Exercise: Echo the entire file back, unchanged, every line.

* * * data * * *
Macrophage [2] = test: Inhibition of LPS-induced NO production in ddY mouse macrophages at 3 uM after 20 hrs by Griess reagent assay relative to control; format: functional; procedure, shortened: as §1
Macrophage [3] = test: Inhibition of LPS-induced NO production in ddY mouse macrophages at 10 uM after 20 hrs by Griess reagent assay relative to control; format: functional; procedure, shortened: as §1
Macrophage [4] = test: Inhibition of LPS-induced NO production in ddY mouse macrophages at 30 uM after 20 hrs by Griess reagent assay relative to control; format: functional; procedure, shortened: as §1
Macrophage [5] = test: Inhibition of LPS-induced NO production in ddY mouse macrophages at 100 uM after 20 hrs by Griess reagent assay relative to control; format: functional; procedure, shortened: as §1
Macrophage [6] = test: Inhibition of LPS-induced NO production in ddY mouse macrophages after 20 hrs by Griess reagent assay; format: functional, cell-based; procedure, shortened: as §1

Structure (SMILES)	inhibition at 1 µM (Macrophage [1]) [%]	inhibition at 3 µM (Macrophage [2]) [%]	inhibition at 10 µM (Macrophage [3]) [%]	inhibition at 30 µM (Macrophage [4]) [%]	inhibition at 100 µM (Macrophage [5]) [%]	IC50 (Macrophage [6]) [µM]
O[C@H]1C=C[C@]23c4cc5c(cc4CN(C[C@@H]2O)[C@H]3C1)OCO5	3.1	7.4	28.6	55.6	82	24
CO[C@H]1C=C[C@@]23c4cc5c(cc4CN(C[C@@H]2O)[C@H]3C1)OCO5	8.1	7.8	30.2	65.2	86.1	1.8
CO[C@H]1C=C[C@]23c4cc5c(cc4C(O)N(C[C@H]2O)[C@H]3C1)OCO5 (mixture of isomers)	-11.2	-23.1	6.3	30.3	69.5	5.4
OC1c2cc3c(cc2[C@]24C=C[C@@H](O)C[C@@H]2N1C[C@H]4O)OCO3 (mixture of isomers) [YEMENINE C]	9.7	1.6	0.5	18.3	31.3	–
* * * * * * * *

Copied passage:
Macrophage [2] = test: Inhibition of LPS-induced NO production in ddY mouse macrophages at 3 uM after 20 hrs by Griess reagent assay relative to control; format: functional; procedure, shortened: as §1
Macrophage [3] = test: Inhibition of LPS-induced NO production in ddY mouse macrophages at 10 uM after 20 hrs by Griess reagent assay relative to control; format: functional; procedure, shortened: as §1
Macrophage [4] = test: Inhibition of LPS-induced NO production in ddY mouse macrophages at 30 uM after 20 hrs by Griess reagent assay relative to control; format: functional; procedure, shortened: as §1
Macrophage [5] = test: Inhibition of LPS-induced NO production in ddY mouse macrophages at 100 uM after 20 hrs by Griess reagent assay relative to control; format: functional; procedure, shortened: as §1
Macrophage [6] = test: Inhibition of LPS-induced NO production in ddY mouse macrophages after 20 hrs by Griess reagent assay; format: functional, cell-based; procedure, shortened: as §1

Structure (SMILES)	inhibition at 1 µM (Macrophage [1]) [%]	inhibition at 3 µM (Macrophage [2]) [%]	inhibition at 10 µM (Macrophage [3]) [%]	inhibition at 30 µM (Macrophage [4]) [%]	inhibition at 100 µM (Macrophage [5]) [%]	IC50 (Macrophage [6]) [µM]
O[C@H]1C=C[C@]23c4cc5c(cc4CN(C[C@@H]2O)[C@H]3C1)OCO5	3.1	7.4	28.6	55.6	82	24
CO[C@H]1C=C[C@@]23c4cc5c(cc4CN(C[C@@H]2O)[C@H]3C1)OCO5	8.1	7.8	30.2	65.2	86.1	1.8
CO[C@H]1C=C[C@]23c4cc5c(cc4C(O)N(C[C@H]2O)[C@H]3C1)OCO5 (mixture of isomers)	-11.2	-23.1	6.3	30.3	69.5	5.4
OC1c2cc3c(cc2[C@]24C=C[C@@H](O)C[C@@H]2N1C[C@H]4O)OCO3 (mixture of isomers) [YEMENINE C]	9.7	1.6	0.5	18.3	31.3	–